The Duke of Sussex is set to help ‘launch an online safety toolkit’ for children in a webinar next week.
Prince Harry, 37, who is currently living in his $14 million mansion in California having stepped back from royal duty last year, will speak at 5Rights Foundation’s Making Child Online Safety a Reality webinar next Monday.
According to an online description about the event it is ‘the launch of the Global Child Online Safety Toolkit’, with details reading: ‘Our special guest, Prince Harry, The Duke of Sussex will be in conversation with youth advocates from around the world to discuss what’s needed to make child online safety a reality. The event will also feature speakers from the United Nations, African Union, and European Union.’
It is unknown what fee the Duke will receive for the appearance – last year, experts predicted he and Meghan, 40, could earn more than £1million each time they do a speech after signing up with an elite agency.
The Duke of Sussex, 37, is set to help ‘launch an online safety toolkit’ for children in a webinar next week
Prince Harry will speak at 5Rights Foundation’s Making Child Online Safety a Reality webinar next Monday
The organisation described the toolkit as a ‘roadmap for policymakers and practitioners building a digital world that supports children and enables them to flourish, online and beyond.’
Sharing the news online, 5Rights tweeted: ‘We’re thrilled that Prince Harry, The Duke of Sussex will be joining us at the launch of the Child Online Safety Toolkit on 16 May to discuss how we can make the online world safer & kinder, especially for children.’
5Rights Foundation is a British charity founded by Baroness Beeban Kidron, to help children and young people participate in the digital world ‘creatively, knowledgeably and fearlessly.’
It’s far from the first time the Duke has spoken out about his concerns over the digital world.
The royal, who shares two children with Meghan Markle, will speak with youth advocates from around the world to discuss what’s needed to make child online safety a reality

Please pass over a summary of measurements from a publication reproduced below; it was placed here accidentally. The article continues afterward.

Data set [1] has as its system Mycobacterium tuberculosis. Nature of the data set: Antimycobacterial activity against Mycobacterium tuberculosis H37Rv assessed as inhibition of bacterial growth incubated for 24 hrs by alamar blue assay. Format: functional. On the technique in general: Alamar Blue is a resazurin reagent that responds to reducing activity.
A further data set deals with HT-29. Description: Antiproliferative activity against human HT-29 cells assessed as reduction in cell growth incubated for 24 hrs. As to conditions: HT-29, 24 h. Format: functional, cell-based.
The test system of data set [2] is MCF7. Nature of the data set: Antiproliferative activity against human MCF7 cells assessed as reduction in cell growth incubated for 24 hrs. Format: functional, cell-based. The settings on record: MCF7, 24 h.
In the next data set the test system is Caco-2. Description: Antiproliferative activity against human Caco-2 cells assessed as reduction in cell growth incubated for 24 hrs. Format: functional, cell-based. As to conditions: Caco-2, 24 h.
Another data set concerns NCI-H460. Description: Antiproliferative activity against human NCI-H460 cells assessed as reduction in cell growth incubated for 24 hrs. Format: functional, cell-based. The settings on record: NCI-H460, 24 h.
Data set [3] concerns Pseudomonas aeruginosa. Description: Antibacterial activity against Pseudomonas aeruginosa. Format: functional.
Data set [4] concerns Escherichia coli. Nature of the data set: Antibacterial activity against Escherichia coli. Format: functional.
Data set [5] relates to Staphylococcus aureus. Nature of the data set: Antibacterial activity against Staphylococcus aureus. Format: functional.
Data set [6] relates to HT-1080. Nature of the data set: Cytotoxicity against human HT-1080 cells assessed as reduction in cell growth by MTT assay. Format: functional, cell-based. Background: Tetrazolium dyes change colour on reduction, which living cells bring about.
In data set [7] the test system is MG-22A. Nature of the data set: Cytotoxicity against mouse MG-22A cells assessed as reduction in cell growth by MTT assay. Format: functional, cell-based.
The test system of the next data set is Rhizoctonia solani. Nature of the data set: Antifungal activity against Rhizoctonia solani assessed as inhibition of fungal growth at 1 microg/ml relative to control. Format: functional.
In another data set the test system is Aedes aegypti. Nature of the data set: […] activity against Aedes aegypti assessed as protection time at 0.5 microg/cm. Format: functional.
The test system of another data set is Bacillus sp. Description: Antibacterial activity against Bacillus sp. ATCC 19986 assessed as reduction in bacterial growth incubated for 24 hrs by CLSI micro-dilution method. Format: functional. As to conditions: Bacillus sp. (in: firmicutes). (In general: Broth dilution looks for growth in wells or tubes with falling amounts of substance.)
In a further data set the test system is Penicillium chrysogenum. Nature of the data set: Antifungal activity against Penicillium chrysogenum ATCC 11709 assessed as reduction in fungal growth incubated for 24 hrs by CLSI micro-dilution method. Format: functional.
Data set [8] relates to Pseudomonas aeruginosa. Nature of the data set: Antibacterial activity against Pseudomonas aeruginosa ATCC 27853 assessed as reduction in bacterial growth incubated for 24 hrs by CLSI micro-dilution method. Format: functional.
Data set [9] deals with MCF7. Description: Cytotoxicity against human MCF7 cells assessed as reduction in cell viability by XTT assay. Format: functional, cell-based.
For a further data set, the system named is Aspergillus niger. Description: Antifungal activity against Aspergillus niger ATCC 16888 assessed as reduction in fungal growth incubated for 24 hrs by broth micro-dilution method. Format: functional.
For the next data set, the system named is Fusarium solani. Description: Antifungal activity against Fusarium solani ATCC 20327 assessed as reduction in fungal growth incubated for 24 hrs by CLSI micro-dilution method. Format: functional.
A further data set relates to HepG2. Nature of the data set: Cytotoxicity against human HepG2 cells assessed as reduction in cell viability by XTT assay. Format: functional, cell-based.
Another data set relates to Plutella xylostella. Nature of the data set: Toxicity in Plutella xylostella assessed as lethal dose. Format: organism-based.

Last year, Prince Harry was one of 15 commissioners and three co-chairmen who have conducted a six-month study into the digital ‘avalanche of misinformation’ on behalf of the Aspen Institute based in Washington DC.
The report calls for ‘increasing social media transparency and disclosure’, a ‘new proposal regarding social media platform immunity’ and ‘ideas for need reversing the collapse of local journalism and the erosion of trusted media’.
Other ‘solutions’ that were given in the report include pushing for ‘community-led methods for improving civic dialogue and resisting imbalances of information power’; and ‘accountability for ‘superspreaders’ of online lies’.
The duke’s push to combat fake news may raise eyebrows in some quarters, given that he and his wife Meghan Markle were accused of making various questionable statements in their bombshell interview with Oprah Winfrey in March this year.
Meanwhile he claimed in an online panel called ‘The Internet Lie Machine’ that he and his wife have been the target of trolls online, even though they do not have individual accounts on social media.
The London based foundation shared a tweet announcing the news online yesterday, saying they hoped to make the online world ‘safer and kinder’ for children
He said: ‘I’m not on social media, we’re not on social media, and until things change that will remain the same.’
He said social media sites should take responsibility and not spread ‘hate and lies’ after Facebook whistleblower Frances Haugen revealed a tranche of documents which alleged the tech giant was placing profit above user safety.
The Duke and Duchess joined New York-based Harry Walker Agency, which represents the Obamas and the Clintons, las year.
PR expert Mark Borkowski told The Sun the pair will ‘clean up’. They plan to be available for talks on social issues including racial justice, gender equality, the environment and mental health, according to the LA Times.
‘I’m surprised they haven’t done this sooner. It will be one of the great income generators for them. The speaker’s circuit is a natural safe space for them to plunder,’ he added.